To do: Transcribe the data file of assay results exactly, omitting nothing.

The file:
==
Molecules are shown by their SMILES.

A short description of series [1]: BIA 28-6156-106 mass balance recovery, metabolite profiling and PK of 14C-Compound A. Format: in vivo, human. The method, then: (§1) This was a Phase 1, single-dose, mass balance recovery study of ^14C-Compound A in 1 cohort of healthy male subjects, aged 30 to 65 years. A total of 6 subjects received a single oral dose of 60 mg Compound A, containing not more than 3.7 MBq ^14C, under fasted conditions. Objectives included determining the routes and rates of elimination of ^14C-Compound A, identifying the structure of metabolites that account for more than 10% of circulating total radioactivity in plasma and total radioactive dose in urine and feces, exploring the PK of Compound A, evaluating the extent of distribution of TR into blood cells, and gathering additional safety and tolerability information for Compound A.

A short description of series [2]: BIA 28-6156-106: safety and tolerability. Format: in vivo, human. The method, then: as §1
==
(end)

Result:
Molecules are shown by their SMILES.

A short description of series [1]: BIA 28-6156-106 mass balance recovery, metabolite profiling and PK of 14C-Compound A. Format: in vivo, human. The method, then: (§1) This was a Phase 1, single-dose, mass balance recovery study of ^14C-Compound A in 1 cohort of healthy male subjects, aged 30 to 65 years. A total of 6 subjects received a single oral dose of 60 mg Compound A, containing not more than 3.7 MBq ^14C, under fasted conditions. Objectives included determining the routes and rates of elimination of ^14C-Compound A, identifying the structure of metabolites that account for more than 10% of circulating total radioactivity in plasma and total radioactive dose in urine and feces, exploring the PK of Compound A, evaluating the extent of distribution of TR into blood cells, and gathering additional safety and tolerability information for Compound A.

A short description of series [2]: BIA 28-6156-106: safety and tolerability. Format: in vivo, human. The method, then: as §1